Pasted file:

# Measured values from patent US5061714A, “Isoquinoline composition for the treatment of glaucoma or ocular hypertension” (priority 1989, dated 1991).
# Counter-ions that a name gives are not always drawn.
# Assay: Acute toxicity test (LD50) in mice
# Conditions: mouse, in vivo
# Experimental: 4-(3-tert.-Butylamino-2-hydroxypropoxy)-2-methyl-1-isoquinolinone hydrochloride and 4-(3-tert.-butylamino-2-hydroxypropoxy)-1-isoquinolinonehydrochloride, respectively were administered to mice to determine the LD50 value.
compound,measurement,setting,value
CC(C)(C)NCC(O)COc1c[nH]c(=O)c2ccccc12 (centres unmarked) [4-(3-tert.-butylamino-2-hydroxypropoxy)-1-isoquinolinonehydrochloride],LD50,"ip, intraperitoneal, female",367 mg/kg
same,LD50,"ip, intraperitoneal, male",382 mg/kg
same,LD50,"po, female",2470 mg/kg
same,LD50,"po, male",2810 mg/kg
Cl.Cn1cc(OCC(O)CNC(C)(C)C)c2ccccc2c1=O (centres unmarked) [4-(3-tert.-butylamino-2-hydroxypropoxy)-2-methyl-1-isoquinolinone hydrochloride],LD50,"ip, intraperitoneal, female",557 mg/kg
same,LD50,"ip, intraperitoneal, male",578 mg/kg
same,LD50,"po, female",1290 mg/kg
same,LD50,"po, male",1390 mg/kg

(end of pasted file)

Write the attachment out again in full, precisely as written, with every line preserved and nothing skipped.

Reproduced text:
# Measured values from patent US5061714A, “Isoquinoline composition for the treatment of glaucoma or ocular hypertension” (priority 1989, dated 1991).
# Counter-ions that a name gives are not always drawn.
# Assay: Acute toxicity test (LD50) in mice
# Conditions: mouse, in vivo
# Experimental: 4-(3-tert.-Butylamino-2-hydroxypropoxy)-2-methyl-1-isoquinolinone hydrochloride and 4-(3-tert.-butylamino-2-hydroxypropoxy)-1-isoquinolinonehydrochloride, respectively were administered to mice to determine the LD50 value.
compound,measurement,setting,value
CC(C)(C)NCC(O)COc1c[nH]c(=O)c2ccccc12 (centres unmarked) [4-(3-tert.-butylamino-2-hydroxypropoxy)-1-isoquinolinonehydrochloride],LD50,"ip, intraperitoneal, female",367 mg/kg
same,LD50,"ip, intraperitoneal, male",382 mg/kg
same,LD50,"po, female",2470 mg/kg
same,LD50,"po, male",2810 mg/kg
Cl.Cn1cc(OCC(O)CNC(C)(C)C)c2ccccc2c1=O (centres unmarked) [4-(3-tert.-butylamino-2-hydroxypropoxy)-2-methyl-1-isoquinolinone hydrochloride],LD50,"ip, intraperitoneal, female",557 mg/kg
same,LD50,"ip, intraperitoneal, male",578 mg/kg
same,LD50,"po, female",1290 mg/kg
same,LD50,"po, male",1390 mg/kg